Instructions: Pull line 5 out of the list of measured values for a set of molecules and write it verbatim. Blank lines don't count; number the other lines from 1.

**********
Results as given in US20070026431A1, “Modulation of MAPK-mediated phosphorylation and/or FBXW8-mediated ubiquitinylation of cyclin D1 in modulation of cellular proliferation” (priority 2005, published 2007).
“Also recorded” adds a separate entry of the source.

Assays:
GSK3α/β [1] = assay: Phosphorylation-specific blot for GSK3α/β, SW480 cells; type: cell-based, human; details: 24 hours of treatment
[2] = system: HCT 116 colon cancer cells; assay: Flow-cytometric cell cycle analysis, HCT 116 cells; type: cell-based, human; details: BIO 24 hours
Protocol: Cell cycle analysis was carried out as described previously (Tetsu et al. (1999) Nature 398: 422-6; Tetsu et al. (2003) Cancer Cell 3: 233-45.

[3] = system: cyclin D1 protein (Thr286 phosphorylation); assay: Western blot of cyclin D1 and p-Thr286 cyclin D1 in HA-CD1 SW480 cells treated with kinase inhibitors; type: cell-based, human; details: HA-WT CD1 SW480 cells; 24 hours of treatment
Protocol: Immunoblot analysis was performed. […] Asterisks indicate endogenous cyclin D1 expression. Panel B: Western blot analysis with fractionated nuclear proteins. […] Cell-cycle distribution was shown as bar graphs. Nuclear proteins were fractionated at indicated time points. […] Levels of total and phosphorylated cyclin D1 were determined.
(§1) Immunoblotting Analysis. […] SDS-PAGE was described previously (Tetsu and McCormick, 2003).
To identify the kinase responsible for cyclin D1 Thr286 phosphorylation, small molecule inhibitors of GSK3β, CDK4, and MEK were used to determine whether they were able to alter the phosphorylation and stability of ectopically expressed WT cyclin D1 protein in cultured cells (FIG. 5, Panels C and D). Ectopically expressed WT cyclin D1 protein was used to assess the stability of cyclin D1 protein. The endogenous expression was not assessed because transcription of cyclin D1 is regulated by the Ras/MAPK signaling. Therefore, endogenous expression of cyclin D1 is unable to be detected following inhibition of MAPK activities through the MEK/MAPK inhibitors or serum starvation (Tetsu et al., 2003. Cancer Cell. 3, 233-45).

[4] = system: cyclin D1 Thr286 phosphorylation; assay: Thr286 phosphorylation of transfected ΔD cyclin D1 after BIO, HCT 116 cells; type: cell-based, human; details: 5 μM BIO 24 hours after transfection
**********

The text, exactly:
[2] = system: HCT 116 colon cancer cells; assay: Flow-cytometric cell cycle analysis, HCT 116 cells; type: cell-based, human; details: BIO 24 hours